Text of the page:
Extended Family
The grief that accompanies an officer killed in the line of duty is overwhelming to all police officers, but it extends beyond individual police departments or sworn officers. Other members of the criminal justice system — whether sworn or non-sworn personnel — are closely tied to their relationships with law enforcement officers on both professional and personal levels. Those employed in allied agencies work with police on a daily basis in prosecutor’s offices, in the courts, and in the community through outreach efforts. Through their reciprocal goals of public safety and through their interpersonal and professional relationships, unshakeable ties are established that evolve into cemented bonds of camaraderie and friendship.

Individuals who work in the criminal justice system and law enforcement arena do not have to be personally acquainted with a fallen officer to experience the pain, the grief, the sadness, and the emotional devastation that traverse boundaries beyond their agency or jurisdiction. The shared understanding of affiliated goals and the combined efforts of all sectors within the criminal justice system forge an unwavering commitment to standing by one another in good times and bad.

It is important to remember that police officers are people, too. They have feelings, families, and lives separate and apart from their sworn law enforcement duties. They have dreams, plans, and personal goals they want to attain throughout their lives, and they want to enjoy the special moments that accompany them. In their professional lives, they are willing to serve and sacrifice by putting their lives on the line as many of the fallen officers have done.

For those left behind and who grieve the tragic and sad losses that are fresh in the St. Petersburg, Miami-Dade, and Indianapolis police departments as well as other officers in other local, state, and federal agencies who have gone before them, it is vital to memorialize the good deeds, retain the fond memories, and recall the positive ways all these officers touched the lives of others and continue to do so in their memory. There will be many “triggers” that occur — a place, a song, a photo, a memory, an event, to name a few — and they will be accompanied by tears, smiles, and fond recollections. There is no time table for grief, and the process itself is everlasting though it may transform itself in various ways over time.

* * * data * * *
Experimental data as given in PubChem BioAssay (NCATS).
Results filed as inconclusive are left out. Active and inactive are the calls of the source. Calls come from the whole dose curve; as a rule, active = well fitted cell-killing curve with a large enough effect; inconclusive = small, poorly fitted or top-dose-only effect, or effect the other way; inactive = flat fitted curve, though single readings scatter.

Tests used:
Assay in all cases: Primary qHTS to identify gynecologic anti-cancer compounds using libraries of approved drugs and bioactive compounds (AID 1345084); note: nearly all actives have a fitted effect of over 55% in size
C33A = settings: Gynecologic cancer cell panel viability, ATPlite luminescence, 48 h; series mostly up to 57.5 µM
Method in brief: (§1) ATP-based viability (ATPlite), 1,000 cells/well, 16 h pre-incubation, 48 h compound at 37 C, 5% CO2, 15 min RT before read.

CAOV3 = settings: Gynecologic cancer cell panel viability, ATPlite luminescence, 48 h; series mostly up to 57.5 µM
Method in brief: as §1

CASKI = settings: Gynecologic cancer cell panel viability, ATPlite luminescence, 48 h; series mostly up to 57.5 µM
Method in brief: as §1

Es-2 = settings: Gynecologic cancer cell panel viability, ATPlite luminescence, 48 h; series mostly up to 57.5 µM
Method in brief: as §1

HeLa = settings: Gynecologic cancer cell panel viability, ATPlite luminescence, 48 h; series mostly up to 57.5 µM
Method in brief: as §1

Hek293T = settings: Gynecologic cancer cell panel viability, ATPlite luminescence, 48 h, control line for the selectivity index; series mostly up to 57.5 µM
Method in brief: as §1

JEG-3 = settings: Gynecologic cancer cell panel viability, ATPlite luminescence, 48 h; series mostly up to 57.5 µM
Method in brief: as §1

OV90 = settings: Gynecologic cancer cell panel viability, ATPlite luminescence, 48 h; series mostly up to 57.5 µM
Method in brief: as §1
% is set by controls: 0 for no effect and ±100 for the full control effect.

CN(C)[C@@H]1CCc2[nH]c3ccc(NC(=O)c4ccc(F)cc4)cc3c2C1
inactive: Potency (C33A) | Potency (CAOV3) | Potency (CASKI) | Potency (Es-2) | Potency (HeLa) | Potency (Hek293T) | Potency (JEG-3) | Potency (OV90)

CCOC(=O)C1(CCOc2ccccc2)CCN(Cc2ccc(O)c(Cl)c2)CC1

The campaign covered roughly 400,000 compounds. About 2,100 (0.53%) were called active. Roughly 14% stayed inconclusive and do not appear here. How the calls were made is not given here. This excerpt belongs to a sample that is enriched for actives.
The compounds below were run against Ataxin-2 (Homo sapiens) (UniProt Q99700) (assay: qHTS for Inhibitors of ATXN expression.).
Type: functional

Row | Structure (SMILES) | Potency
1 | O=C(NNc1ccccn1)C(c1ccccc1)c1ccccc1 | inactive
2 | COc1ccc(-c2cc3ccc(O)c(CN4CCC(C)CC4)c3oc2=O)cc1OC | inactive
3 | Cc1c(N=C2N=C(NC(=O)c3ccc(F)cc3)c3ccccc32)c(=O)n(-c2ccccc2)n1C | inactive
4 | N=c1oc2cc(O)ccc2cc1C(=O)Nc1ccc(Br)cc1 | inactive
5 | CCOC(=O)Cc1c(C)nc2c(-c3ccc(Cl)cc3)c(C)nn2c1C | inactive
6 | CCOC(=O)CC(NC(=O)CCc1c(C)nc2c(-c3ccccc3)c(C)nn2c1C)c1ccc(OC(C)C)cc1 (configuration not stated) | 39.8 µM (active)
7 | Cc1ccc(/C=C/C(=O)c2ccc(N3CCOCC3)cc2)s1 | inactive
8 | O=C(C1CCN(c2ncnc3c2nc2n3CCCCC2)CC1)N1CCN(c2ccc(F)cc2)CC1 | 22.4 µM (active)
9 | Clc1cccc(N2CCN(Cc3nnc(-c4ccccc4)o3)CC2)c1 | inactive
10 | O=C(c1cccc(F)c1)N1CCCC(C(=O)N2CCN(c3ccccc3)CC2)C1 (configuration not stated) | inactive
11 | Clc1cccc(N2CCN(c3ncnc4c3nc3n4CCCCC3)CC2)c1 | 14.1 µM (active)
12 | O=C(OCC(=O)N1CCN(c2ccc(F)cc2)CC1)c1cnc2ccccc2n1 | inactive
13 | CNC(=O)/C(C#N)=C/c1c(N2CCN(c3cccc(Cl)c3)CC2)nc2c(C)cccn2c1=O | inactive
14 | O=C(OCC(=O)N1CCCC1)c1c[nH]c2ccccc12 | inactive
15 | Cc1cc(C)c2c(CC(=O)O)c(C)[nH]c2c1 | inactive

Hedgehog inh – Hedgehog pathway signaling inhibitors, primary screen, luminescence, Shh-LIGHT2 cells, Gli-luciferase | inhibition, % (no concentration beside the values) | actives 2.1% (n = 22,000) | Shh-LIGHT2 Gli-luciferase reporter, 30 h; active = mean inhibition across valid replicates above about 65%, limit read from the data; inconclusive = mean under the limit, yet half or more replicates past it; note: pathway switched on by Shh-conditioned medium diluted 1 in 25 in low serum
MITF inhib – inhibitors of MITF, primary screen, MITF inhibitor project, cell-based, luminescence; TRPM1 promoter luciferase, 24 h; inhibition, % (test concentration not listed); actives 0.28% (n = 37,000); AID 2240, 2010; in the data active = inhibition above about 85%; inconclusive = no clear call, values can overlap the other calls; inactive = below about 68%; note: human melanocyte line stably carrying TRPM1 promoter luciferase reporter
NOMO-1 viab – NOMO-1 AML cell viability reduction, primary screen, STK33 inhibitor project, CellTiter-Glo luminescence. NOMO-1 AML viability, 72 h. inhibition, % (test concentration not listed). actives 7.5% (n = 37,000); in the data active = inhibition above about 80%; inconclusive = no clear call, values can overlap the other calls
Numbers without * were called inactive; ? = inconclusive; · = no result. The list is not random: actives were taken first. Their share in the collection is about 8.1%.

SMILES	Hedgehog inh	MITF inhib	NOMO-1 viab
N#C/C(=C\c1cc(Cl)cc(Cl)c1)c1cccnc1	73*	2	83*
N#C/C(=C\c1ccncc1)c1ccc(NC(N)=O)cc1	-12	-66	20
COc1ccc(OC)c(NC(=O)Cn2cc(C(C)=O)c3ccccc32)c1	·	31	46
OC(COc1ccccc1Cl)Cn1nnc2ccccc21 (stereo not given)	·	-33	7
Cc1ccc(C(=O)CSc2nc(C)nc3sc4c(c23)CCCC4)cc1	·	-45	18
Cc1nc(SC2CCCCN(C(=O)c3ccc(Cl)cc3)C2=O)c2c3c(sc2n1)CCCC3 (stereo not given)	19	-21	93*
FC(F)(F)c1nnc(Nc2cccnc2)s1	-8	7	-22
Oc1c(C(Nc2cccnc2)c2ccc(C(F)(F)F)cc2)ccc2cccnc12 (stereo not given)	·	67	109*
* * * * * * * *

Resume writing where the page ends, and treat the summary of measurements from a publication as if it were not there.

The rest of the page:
For those left behind and who grieve the profound losses, the memories of these officers should always serve as an inspiration to touch the lives of others with the epitome of professionalism replete with an unrelenting degree of commitment and dedication. The fallen officers will always be heroes for going above and beyond in their efforts to make communities safer. At the end of their watch, they made the world a better place.

About the author

Karen L. Bune is an Adjunct Professor at George Mason and Marymount universities and a consultant for the U.S. Dept. of Justice. Board Certified in Traumatic Stress and Domestic Violence, a nationally recognized speaker, she also serves on the Institutional Review Board of The Police Foundation. She received the Police Chief’s Award and County Executive’s Recognition of Service Certificate from Prince George’s County, MD. She is in the Wakefield High School (VA) Hall of Fame. She holds the AU Alumni Recognition Award and Marymount University’s Adjunct Teaching Award. She appears in “Marquis Who’s Who in the World” and in “America.”

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  2. Police Heroes
  3. Officer-Involved Shootings
  4. Patrol Issues